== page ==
In any case, your remarks and comments have helped me to make this story stronger, so thank you. I think I'll leave it for a little while, and then come back to it in a few days. I might see something more!

MF at 16:05 on 16 November 2006  Report this post
Hi again Johnny,

I'm absolutely with you that character should come first - this is why the cliches that Becca initially mentioned are a problem. They distance the reader from the character, and make it more difficult to imagine a vivid, living person facing such a bizarre situation. So the plot twists lose their efficacy, and what you've got is a fairly "mundane" horror story. In this sense, I'd argue that Harry Potter is really rather derivative (I know I'm probably opening a can of worms here - for which apologies) in the sense that it's a tried and tested formula about good beating evil, in the guise of a pretty conventional orphan-hero combatting one-dimentional "bad guys". It may be a riveting read in the way that a comic book is - as in, "what happens next?" - but it's not great literature. If you want to stretch yourself as a writer, I think (and again, this is only my opinion) that you need to reach for something more than "will this entertain someone who picks it up in the doctor's waiting room?" That's not to sound patronizing or to downplay the worth of HP, or Reader's Digest etc. in their own right; but developing your skills as a writer should be about more than just meeting that status quo.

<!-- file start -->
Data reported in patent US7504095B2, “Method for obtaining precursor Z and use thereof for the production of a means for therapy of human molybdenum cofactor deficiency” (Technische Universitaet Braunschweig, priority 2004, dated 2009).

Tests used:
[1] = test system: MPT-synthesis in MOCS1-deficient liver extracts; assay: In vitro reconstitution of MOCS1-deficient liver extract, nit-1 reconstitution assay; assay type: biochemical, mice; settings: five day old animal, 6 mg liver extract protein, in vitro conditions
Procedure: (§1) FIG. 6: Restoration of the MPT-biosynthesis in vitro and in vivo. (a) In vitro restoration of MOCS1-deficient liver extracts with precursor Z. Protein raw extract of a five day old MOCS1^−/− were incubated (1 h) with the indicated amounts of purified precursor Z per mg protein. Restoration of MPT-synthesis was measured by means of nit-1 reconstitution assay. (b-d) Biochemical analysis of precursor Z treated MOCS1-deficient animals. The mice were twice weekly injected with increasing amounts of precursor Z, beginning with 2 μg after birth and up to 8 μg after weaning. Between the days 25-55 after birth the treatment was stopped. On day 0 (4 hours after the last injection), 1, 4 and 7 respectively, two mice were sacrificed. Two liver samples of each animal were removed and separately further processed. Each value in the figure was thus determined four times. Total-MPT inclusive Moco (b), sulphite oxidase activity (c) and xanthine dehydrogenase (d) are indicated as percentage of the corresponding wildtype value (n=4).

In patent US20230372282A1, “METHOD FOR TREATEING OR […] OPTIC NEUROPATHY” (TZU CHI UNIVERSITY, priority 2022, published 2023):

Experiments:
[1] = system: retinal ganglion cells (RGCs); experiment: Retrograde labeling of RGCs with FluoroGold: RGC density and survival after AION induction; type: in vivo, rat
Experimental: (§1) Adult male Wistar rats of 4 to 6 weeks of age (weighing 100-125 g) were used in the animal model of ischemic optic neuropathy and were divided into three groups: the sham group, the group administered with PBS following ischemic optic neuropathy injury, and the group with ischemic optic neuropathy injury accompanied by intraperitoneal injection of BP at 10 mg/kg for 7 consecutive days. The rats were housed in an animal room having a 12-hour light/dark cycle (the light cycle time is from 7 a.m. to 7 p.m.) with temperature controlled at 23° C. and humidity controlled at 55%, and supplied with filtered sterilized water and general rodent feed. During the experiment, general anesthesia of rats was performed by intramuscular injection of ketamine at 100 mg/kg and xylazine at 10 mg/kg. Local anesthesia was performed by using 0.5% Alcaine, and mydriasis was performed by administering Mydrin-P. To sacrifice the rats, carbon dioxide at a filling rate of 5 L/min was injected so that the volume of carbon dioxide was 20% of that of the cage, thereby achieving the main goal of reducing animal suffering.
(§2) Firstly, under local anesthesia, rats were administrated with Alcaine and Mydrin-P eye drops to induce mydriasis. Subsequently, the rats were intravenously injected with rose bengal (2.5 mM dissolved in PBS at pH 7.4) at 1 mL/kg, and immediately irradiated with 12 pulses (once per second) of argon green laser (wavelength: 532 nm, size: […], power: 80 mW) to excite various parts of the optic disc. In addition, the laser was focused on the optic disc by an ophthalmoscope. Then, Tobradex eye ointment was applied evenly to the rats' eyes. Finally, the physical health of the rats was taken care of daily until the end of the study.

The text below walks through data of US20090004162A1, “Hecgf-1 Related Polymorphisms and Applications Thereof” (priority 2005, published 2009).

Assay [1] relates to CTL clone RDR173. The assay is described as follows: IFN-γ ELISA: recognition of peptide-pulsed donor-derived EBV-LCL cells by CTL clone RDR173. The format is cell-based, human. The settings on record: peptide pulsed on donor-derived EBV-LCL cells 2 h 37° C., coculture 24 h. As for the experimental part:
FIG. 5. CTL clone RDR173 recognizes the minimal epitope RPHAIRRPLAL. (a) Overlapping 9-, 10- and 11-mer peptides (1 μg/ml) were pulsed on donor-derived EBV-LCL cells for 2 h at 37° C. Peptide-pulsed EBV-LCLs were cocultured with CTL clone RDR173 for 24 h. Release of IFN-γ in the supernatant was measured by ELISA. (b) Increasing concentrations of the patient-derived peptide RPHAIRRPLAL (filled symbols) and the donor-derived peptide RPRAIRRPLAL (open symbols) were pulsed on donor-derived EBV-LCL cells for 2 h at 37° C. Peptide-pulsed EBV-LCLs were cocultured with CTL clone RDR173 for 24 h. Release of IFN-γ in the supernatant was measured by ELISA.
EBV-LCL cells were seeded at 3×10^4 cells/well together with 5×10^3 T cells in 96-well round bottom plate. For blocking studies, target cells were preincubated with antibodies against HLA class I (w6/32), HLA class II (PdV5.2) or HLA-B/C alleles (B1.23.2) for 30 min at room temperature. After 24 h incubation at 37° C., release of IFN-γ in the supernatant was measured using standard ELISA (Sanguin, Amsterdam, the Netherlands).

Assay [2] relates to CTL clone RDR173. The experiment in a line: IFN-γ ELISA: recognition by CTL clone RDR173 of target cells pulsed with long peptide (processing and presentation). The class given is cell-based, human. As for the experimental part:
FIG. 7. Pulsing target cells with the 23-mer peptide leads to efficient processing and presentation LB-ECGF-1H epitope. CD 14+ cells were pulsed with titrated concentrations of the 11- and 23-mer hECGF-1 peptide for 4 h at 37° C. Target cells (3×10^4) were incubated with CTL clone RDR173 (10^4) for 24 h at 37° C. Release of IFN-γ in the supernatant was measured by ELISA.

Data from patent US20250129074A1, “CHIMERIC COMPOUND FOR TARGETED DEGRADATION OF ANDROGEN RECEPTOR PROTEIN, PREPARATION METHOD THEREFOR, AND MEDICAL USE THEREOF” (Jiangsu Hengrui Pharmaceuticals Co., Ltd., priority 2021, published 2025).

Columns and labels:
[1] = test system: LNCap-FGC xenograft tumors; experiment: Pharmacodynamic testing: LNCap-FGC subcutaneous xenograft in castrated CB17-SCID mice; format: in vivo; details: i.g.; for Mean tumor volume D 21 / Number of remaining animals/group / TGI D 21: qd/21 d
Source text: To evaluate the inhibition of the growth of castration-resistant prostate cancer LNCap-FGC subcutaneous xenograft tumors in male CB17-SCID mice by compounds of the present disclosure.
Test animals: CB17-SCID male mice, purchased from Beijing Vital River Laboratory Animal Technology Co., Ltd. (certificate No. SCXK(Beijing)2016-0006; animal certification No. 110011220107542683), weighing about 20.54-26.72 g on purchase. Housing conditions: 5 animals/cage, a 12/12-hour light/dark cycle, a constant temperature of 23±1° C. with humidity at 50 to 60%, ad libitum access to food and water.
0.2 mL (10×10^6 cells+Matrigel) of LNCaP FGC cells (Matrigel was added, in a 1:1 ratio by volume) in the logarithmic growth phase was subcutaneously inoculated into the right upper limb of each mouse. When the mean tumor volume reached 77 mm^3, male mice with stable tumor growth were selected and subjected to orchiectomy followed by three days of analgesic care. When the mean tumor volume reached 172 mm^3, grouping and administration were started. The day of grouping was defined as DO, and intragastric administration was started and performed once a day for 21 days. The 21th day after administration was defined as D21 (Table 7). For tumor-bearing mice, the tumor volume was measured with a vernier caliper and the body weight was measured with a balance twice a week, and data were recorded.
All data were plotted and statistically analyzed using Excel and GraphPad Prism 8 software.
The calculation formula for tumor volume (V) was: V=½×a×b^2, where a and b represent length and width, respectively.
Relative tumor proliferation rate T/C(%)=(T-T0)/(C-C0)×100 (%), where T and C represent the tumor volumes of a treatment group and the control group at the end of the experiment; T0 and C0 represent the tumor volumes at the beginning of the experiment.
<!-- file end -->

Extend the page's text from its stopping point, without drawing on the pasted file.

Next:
I definitely don't think that you need to have a message in mind as you're writing; writers who do risk sounding preachy or contrived, and I think that you're right to let the "meaning" come to you as you let the story devlop into itself.

Hope that's helpful,

Becca at 18:20 on 16 November 2006  Report this post
HI John,
I also agree that characters and situations need to stay with you long after you put the book down. I wouldn't laugh at you in the slightest about that idea, but I did smile at the thought of ever going to a Bond film!
Some short stories that really resonated with me recently were written by the poet David Constantine, [Under the Dam and other stories], I wrote a review of the book for WW a while back. His writing and his story ideas are simply beautiful. More crazy and wonderful might be the early short stories of Tom Boyle, who has a very strange middle name that he dropped, Corregessan, or something of the sort. He's an American, and I think he teaches in California, not sure about that, but again a fabulous writer I'd recommend.